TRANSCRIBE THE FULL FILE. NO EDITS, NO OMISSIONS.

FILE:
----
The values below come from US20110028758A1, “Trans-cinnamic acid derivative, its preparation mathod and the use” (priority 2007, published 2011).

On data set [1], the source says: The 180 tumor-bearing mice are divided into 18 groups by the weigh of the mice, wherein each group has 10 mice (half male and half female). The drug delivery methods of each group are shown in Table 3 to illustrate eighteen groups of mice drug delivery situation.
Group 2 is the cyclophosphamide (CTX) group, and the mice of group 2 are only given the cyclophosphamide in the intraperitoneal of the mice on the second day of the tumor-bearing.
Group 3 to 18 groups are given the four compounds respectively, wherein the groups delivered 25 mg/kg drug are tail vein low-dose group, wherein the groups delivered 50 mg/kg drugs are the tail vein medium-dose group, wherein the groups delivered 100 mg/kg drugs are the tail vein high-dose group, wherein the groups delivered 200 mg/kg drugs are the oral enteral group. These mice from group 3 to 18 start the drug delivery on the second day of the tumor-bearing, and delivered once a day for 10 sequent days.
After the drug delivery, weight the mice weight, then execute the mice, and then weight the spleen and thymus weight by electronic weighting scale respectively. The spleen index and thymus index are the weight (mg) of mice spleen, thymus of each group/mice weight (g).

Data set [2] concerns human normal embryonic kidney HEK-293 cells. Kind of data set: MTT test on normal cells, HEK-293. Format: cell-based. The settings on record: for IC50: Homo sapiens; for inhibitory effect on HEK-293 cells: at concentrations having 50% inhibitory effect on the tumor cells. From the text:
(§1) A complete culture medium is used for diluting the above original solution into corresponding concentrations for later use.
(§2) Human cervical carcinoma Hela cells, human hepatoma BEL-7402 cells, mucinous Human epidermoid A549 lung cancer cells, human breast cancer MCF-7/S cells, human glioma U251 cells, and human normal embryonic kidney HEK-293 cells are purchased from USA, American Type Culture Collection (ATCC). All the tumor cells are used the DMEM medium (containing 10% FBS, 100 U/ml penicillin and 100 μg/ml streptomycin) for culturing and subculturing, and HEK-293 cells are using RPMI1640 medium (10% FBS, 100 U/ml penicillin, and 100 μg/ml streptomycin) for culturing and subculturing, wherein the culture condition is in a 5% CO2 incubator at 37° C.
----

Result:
The values below come from US20110028758A1, “Trans-cinnamic acid derivative, its preparation mathod and the use” (priority 2007, published 2011).

On data set [1], the source says: The 180 tumor-bearing mice are divided into 18 groups by the weigh of the mice, wherein each group has 10 mice (half male and half female). The drug delivery methods of each group are shown in Table 3 to illustrate eighteen groups of mice drug delivery situation.
Group 2 is the cyclophosphamide (CTX) group, and the mice of group 2 are only given the cyclophosphamide in the intraperitoneal of the mice on the second day of the tumor-bearing.
Group 3 to 18 groups are given the four compounds respectively, wherein the groups delivered 25 mg/kg drug are tail vein low-dose group, wherein the groups delivered 50 mg/kg drugs are the tail vein medium-dose group, wherein the groups delivered 100 mg/kg drugs are the tail vein high-dose group, wherein the groups delivered 200 mg/kg drugs are the oral enteral group. These mice from group 3 to 18 start the drug delivery on the second day of the tumor-bearing, and delivered once a day for 10 sequent days.
After the drug delivery, weight the mice weight, then execute the mice, and then weight the spleen and thymus weight by electronic weighting scale respectively. The spleen index and thymus index are the weight (mg) of mice spleen, thymus of each group/mice weight (g).

Data set [2] concerns human normal embryonic kidney HEK-293 cells. Kind of data set: MTT test on normal cells, HEK-293. Format: cell-based. The settings on record: for IC50: Homo sapiens; for inhibitory effect on HEK-293 cells: at concentrations having 50% inhibitory effect on the tumor cells. From the text:
(§1) A complete culture medium is used for diluting the above original solution into corresponding concentrations for later use.
(§2) Human cervical carcinoma Hela cells, human hepatoma BEL-7402 cells, mucinous Human epidermoid A549 lung cancer cells, human breast cancer MCF-7/S cells, human glioma U251 cells, and human normal embryonic kidney HEK-293 cells are purchased from USA, American Type Culture Collection (ATCC). All the tumor cells are used the DMEM medium (containing 10% FBS, 100 U/ml penicillin and 100 μg/ml streptomycin) for culturing and subculturing, and HEK-293 cells are using RPMI1640 medium (10% FBS, 100 U/ml penicillin, and 100 μg/ml streptomycin) for culturing and subculturing, wherein the culture condition is in a 5% CO2 incubator at 37° C.